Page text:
The black hole transient MAXI J1348-630: evolution of the compact and transient jets during its 2019/2020 outburst
Monthly Notices of the Royal Astronomical Society Oxford University Press 504:1 (2021) 444-468
Abstract:We present the radio and X-ray monitoring campaign of the 2019/2020 outburst of MAXI J1348-630, a new black hole X-ray binary (BH XRB) discovered in 2019 January. We observed MAXI J1348-630 for ∼14 months in the radio band with MeerKAT and the Australia Telescope Compact Array, and in the X-rays with MAXI and Swift/XRT. Throughout the outburst, we detected and tracked the evolution of compact and transient jets. Following the main outburst, the system underwent at least four hard-state-only re-flares, during which compact jets were again detected. For the major outburst, we observed the rise, quenching and reactivation of compact jets, as well as two single-sided discrete ejecta travelling away from the BH, launched ∼2 months apart. These ejecta displayed the highest proper motion (≳100 mas d-1) ever measured for an accreting BH binary. From the jet motion, we constrain the ejecta inclination and speed to be ≤46° and ≥0.69 c, and the opening angle and transverse expansion speed of the first component to be ≤6° and ≤0.05 c. We also infer that the first ejection happened at the hard-to-soft state transition, before a strong radio flare, while the second ejection was launched during a short excursion from the soft to the intermediate state. After travelling with constant speed, the first component underwent a strong deceleration, which was covered with unprecedented detail and suggested that MAXI J1348-630 could be located inside a low-density cavity in the interstellar medium, as already proposed for XTE J1550-564 and H1743-322.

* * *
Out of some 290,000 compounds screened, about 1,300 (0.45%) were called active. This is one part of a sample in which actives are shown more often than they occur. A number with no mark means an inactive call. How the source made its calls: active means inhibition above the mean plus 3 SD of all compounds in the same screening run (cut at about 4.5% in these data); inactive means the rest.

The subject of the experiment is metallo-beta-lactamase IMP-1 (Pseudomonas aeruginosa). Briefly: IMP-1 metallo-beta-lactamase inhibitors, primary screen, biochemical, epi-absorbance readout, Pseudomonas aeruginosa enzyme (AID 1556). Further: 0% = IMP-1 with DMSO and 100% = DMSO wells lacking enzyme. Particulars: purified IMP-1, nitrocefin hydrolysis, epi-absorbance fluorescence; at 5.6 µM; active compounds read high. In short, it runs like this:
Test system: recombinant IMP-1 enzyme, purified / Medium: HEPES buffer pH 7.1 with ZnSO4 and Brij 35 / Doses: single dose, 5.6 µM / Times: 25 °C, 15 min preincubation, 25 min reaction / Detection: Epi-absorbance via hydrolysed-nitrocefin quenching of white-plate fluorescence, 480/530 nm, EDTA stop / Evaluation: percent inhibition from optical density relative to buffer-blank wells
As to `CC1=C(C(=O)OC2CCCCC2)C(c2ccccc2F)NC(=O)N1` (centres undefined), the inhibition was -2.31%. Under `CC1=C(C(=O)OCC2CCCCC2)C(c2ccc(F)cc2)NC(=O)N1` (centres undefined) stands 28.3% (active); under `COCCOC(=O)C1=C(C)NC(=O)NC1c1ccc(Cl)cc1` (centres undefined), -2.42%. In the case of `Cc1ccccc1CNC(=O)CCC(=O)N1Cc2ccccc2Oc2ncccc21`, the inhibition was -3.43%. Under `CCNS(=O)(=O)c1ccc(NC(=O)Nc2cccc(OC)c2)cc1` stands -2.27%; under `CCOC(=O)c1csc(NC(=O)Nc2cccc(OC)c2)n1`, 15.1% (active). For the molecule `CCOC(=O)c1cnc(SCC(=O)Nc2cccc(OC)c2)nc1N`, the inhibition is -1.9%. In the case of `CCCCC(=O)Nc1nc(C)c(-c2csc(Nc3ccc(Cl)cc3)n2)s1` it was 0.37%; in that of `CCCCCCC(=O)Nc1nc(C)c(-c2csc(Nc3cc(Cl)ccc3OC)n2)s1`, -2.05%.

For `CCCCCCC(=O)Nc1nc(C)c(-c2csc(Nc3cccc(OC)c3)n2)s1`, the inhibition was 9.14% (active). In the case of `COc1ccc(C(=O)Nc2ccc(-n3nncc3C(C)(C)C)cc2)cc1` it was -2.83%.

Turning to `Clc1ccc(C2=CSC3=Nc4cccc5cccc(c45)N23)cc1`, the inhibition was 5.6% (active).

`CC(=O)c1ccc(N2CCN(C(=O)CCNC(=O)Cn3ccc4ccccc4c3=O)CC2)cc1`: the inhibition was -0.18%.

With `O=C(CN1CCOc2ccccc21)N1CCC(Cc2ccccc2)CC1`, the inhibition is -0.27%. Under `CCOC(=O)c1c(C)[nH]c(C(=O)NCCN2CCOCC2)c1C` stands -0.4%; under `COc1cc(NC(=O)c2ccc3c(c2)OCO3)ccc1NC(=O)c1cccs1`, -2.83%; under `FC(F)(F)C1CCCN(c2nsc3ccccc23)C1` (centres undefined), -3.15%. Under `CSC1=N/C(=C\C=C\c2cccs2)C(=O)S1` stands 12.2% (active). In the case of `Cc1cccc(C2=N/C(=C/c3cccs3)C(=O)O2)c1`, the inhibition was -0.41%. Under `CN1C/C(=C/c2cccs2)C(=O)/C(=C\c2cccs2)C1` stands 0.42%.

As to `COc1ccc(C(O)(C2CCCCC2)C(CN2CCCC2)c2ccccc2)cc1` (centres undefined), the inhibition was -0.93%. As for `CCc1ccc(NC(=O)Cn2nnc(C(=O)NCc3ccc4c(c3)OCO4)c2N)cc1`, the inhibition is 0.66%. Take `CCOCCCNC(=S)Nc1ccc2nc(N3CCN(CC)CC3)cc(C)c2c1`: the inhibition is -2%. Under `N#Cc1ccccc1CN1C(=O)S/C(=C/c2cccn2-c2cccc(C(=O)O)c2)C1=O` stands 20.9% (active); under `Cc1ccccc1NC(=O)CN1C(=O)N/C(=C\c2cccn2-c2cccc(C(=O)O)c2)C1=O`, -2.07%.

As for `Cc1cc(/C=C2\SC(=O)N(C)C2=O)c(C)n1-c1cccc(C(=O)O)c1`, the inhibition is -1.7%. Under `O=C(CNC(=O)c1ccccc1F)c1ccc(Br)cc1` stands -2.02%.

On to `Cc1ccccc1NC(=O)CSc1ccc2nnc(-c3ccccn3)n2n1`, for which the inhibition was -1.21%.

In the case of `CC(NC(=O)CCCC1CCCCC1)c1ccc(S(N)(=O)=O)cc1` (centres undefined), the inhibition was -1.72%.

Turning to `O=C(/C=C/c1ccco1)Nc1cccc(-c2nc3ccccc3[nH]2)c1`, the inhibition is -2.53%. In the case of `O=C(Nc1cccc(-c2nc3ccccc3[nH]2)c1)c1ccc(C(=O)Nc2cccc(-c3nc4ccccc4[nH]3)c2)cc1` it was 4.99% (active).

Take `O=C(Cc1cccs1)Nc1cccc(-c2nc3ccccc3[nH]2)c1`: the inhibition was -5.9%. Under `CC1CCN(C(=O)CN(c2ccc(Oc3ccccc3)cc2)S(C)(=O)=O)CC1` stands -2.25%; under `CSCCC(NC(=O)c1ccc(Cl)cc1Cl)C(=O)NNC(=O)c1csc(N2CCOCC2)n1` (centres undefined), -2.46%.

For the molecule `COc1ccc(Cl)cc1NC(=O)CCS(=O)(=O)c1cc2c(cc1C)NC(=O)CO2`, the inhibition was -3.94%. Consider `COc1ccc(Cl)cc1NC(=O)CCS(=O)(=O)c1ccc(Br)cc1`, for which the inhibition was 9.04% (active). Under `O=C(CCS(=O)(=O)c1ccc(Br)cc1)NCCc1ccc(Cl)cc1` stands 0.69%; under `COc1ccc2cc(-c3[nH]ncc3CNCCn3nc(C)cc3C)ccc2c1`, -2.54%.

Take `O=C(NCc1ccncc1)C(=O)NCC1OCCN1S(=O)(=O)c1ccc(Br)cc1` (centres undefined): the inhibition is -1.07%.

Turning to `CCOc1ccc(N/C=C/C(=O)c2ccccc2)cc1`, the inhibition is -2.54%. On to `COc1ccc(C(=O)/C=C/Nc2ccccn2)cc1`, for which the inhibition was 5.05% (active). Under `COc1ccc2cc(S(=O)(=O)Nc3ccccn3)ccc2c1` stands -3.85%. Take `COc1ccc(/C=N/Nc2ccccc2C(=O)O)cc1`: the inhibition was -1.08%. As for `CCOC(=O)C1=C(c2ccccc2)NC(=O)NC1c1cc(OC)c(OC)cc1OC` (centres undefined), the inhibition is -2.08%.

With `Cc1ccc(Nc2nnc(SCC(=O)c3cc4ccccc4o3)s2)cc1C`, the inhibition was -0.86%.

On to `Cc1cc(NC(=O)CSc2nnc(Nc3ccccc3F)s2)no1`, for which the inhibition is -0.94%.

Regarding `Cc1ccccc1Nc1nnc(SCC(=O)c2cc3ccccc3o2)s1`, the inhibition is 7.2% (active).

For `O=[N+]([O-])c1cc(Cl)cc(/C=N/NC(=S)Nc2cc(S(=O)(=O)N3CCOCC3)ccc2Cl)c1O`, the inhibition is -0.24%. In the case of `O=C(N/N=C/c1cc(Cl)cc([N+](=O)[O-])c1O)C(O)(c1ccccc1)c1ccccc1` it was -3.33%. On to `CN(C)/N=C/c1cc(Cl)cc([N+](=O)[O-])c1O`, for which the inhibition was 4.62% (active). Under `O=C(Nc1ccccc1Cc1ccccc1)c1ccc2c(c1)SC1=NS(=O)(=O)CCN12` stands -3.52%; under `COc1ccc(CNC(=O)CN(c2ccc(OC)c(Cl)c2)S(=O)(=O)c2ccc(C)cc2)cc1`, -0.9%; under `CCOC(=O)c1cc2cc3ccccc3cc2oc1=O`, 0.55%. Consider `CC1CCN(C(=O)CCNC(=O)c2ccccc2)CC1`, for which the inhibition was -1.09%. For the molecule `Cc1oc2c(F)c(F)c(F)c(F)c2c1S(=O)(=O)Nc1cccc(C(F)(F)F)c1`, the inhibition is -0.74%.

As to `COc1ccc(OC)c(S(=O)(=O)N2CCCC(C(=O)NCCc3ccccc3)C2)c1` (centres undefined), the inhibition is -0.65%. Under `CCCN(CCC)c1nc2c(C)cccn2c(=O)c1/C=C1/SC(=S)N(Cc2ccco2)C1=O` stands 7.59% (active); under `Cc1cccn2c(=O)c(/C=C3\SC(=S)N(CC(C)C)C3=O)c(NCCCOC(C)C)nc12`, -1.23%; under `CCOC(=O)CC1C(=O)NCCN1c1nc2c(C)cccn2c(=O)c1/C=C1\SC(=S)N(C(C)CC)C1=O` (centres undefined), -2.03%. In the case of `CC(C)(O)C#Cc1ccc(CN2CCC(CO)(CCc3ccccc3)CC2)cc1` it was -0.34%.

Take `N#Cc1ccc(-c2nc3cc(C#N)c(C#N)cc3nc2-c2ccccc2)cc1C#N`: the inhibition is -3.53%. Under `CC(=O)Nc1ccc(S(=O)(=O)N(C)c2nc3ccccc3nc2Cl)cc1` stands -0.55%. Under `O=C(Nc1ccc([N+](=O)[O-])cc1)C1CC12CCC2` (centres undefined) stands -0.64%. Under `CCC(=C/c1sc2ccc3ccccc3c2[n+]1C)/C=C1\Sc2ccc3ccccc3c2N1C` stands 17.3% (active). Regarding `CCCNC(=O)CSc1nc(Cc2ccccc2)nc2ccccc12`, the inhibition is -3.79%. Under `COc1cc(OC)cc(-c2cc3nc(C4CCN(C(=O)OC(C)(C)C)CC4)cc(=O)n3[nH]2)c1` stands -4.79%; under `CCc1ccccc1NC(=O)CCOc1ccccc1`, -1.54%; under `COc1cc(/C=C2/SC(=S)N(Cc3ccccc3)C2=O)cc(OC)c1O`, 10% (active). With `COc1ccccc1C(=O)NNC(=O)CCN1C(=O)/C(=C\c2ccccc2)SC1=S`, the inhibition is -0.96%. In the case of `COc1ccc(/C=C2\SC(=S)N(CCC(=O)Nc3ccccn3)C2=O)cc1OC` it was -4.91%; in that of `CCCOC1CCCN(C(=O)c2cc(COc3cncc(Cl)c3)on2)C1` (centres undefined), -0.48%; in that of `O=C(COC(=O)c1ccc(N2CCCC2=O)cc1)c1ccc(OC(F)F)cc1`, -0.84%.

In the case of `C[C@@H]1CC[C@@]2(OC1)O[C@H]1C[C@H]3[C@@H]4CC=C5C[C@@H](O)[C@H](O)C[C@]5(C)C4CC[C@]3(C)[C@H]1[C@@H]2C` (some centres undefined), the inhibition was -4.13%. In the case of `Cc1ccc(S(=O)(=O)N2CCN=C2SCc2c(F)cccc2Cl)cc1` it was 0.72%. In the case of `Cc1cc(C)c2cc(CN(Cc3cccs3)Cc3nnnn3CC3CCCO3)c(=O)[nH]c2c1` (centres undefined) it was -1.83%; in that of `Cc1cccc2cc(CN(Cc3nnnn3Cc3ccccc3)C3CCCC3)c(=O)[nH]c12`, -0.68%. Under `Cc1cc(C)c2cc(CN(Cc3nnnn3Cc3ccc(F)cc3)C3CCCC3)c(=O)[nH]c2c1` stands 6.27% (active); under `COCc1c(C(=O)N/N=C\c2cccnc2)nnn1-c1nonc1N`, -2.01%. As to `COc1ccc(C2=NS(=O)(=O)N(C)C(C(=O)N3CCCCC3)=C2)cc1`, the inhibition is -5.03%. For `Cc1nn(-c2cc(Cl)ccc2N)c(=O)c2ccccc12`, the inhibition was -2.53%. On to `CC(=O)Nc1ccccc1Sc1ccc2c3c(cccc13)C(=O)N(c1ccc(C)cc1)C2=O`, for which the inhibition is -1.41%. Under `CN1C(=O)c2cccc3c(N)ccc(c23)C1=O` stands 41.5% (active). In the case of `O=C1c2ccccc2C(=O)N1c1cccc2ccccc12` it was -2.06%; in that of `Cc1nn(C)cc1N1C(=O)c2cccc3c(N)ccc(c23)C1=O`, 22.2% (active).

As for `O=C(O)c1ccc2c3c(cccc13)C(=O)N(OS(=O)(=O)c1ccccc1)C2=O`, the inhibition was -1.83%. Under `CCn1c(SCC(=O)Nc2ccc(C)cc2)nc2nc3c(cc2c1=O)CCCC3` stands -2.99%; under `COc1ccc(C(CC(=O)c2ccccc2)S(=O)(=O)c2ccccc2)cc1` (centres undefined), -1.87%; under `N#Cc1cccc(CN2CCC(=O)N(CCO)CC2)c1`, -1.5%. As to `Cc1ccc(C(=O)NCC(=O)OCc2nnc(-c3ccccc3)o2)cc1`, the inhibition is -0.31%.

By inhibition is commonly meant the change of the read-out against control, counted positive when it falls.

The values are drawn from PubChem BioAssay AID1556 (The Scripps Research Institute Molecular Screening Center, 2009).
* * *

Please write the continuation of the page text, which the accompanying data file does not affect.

An early peak in the radio light curve of short-duration gamma-ray burst 200826A
Monthly Notices of the Royal Astronomical Society Oxford University Press 503:2 (2021) 2966-2972
Abstract:We present the results of radio observations from the eMERLIN telescope combined with X-ray data from Swift for the short-duration gamma-ray burst (GRB) 200826A, located at a redshift of 0.71. The radio light curve shows evidence of a sharp rise, a peak around 4–5 d post-burst, followed by a relatively steep decline. We provide two possible interpretations based on the time at which the light curve reached its peak. (1) If the light curve peaks earlier, the peak is produced by the synchrotron self-absorption frequency moving through the radio band, resulting from the forward shock propagating into a wind medium and (2) if the light curve peaks later, the turnover in the light curve is caused by a jet break. In the former case we find a minimum equipartition energy of ∼3 × 1047 erg and bulk Lorentz factor of ∼5, while in the latter case we estimate the jet opening angle of ∼9–16°. Due to the lack of data, it is impossible to determine which is the correct interpretation, however due to its relative simplicity and consistency with other multiwavelength observations which hint at the possibility that GRB 200826A is in fact a long GRB, we prefer the scenario one over scenario two.
Observations of a radio-bright, X-ray obscured GRS 1915+105